Hi, my name is Rugelio and I am addicted to Muzzleloading.
To be 100% honest, I thought Muzzleloading would be one of the last types of hunting I would pick up, because of all the work (by work I mean my lack of knowledge on muzzleloading technology making me think it would be a waste of time). I started talking to some of my muzzleloading friends and before I knew it, I was at the Black Powder Days at Jay’s Sporting Goods with the intent to buy a new Muzzleloader.
My best advice if you are just getting into the muzzleloading world;
1. Buy a rifle that is part of a starter kit. I picked up a CVA .50 Caliber Wolf starter kit at Jay’s. I paid ten dollars less than the rifle/kit in the link, but mine also came with a Konos 3-9×32 scope. I watched the DVD that came with the kit and it actually gave me a lot more information regarding powder options, proper loading/unloading techniques, and cleaning (most important).
My dad and I took the Wolf out the next day to start feeling out the power of the gun and to sight it in. With the technology of the muzzleloaders now, you will feel like you are shooting a standard rifle and you can expect similar power. It was amazing to see the cloud of smoke after each shot. That is something that makes hunting with muzzleloaders truly special. Plus this is a “make your shot count, because you might not get another” type of hunting.
On my first day out, everything seemed like it was destined for me to take down a deer. The wind was blowing into my face, sun was shining, and I saw about 5 deer run from an adjacent field into the woods I was hunting. Right towards the end of the hunt, I saw what I think to be the same herd, start running across the field directly behind me (the deer had looped around the back end of the woods) and as I pulled up my rifle and put it on the only buck in the crowd I pulled the trigger and heard…click! It didn’t fire! I couldn’t believe it. This is the nightmare of every muzzleloader out there. At first I blamed the gun…of course it wasn’t my fault. I was so mad that I left immediately and went home to check out what could have caused the misfire. In the end, it was the operators fault. I didn’t push the powder pellets all the way flush to the back of the barrel. So when the primer fired, the powder was too far away to ignite. I took it as a lesson and made sure to commit to doing it perfect next time.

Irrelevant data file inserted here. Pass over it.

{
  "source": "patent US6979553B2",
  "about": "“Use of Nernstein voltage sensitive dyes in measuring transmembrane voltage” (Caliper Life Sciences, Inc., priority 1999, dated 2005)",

The next day out, as I was walking to my spot I heard some movement and it immediately put me on alert. As I moved to the edge of the field and the start of the woods, I saw my target. Of course my heart started racing, I started pulling up my rifle, but I had to keep freezing during the motion because the deer’s eyes would look up and lock on to me. I finally got the rifle fully up and put the scope on the deer.
Although the smoke from a shot only blocks your view for fractions of a second in real time, it felt like 10 minutes of waiting to see through the smoke. Those few seconds of no sight were the most exciting seconds that I have had during a hunt. After the smoke cleared, I saw a downed anterless deer.
Since that moment, I have been addicted. Do not be afraid to get into muzzleloading. I know there is a lot of information out there and it can seem overwhelming, but it is worth the price of a rifle and powder. Of course I am not an expert, but if you want more details on what I use for muzzleloading leave a comment and I will reply with any information I can offer.
Enjoy the Hunt,